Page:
On The Tensions of the Sacred and Secular
I stumbled upon Heather King's blog late last year. I'm halfway through her 2nd memoir REDEEMED. I was so happy to have found her presence online because I hungered for words that were incarnations of thoughts traveling the lines between the secular and the sacred. This has always been a real struggle for me. I never really quite know the right calibration. I end up quite a mess when I'm swamped with work. I also end up so lonely when I'm not doing anything.
Heather King writes about her journey towards authentic faith with so much realism and mysticism at the same time. I think she's found the right balance and the right approach to the Catholic faith journey. I hope I can be like her someday.
This is a quote from her latest post. It's an excerpt from an interview she had with a Christian magazine. I like this quote because it expresses so much of what we go through.
I’m still struggling myself, for one thing, and always will be. And I can’t imagine any group of people who could bring me closer to Christ, reveal Christ, than my fellow alcoholics and addicts.They suffer, they’re very aware of their brokenness, defects, and limitations, they live by a kind of constant examination of conscience (though they probably wouldn’t use that phrase), and they continually astonish and humble me with their humor, their plain-spoken common sense, and their deep and authentic spirituality.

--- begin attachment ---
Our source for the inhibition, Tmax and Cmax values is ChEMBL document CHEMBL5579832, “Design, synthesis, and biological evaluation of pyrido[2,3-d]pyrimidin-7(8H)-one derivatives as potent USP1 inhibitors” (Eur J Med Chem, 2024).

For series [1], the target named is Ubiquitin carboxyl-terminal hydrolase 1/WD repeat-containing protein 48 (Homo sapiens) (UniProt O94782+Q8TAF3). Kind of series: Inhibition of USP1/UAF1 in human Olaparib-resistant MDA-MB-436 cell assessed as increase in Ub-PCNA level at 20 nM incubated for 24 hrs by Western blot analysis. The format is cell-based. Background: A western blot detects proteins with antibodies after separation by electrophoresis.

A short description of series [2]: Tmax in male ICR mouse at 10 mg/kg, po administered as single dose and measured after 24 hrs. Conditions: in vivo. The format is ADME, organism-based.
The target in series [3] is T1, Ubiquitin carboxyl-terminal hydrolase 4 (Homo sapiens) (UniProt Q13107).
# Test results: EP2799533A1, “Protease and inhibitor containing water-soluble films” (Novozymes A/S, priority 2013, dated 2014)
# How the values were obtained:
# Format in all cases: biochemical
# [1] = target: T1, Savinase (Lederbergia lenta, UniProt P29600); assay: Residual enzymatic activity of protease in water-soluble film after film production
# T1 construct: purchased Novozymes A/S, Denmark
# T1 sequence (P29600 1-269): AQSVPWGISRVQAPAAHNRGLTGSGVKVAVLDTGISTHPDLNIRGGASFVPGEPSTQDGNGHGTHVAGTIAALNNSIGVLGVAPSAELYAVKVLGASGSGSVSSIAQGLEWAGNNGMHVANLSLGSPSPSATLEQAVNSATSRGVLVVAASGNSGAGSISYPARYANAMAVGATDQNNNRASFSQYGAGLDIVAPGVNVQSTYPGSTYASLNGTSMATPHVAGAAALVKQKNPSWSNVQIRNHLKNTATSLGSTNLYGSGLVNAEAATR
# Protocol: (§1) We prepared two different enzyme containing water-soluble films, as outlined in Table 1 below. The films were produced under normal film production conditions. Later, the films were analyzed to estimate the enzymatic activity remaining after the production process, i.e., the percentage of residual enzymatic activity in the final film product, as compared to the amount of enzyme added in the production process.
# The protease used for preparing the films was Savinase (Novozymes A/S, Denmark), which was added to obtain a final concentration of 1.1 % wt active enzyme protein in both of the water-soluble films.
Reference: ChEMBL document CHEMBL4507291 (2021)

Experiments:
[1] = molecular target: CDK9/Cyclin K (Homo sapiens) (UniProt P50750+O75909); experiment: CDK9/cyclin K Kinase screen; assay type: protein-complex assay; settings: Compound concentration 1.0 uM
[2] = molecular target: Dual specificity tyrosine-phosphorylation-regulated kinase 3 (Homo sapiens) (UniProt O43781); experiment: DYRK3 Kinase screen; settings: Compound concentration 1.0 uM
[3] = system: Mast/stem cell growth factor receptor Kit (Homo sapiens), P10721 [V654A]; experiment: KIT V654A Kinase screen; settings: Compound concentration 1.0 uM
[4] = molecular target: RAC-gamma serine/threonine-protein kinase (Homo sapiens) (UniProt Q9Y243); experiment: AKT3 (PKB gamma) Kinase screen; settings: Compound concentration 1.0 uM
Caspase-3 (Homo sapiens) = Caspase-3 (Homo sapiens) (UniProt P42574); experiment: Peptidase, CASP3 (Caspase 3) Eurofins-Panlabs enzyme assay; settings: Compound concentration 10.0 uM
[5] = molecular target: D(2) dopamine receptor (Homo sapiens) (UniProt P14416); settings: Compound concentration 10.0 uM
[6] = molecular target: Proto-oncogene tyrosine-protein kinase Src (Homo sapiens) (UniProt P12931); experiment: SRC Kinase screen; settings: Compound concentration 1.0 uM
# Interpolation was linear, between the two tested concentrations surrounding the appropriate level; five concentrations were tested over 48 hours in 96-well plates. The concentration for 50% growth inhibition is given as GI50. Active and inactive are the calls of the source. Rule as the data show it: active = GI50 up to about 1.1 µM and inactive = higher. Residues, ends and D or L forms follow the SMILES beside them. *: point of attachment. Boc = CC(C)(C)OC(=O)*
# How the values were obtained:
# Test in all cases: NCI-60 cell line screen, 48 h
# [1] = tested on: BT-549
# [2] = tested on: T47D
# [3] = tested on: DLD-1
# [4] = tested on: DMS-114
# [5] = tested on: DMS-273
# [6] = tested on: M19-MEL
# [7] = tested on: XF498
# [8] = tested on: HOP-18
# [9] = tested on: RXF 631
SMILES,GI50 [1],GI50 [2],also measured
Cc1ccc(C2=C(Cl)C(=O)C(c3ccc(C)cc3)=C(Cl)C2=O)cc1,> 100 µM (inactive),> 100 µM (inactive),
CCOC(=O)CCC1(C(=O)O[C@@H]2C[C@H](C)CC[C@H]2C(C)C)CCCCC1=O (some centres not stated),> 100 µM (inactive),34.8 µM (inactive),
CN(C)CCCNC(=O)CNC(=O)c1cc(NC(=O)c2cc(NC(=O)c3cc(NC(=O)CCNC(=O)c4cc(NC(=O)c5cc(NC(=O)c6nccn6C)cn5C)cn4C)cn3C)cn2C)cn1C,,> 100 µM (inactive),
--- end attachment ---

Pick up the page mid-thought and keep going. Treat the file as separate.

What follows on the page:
There’s never a sense of: “Ha ha ha, I have conquered alcoholism!” There’s a sense of: “I’ll be darned, I can’t believe the likes of me is no longer drinking 24/7, or pawning the baby’s baptismal ring, or ripping off my sick mother’s meds.” They have a sense of wearing the world like a loose garment, and also of the freedom to make discoveries about themselves and the world and to figure out what they love. They are
doing the hardest work there is: holding the tension between the way the world really is and the way we wish it were. They show me the Resurrection, in other words, in constant action…
This is in a way the real authentic faith journey we aspire to have. Not dismissing the clutter, but embracing it with the heart of Christ and find that in all of the mess, there is a beauty that rises from the ashes.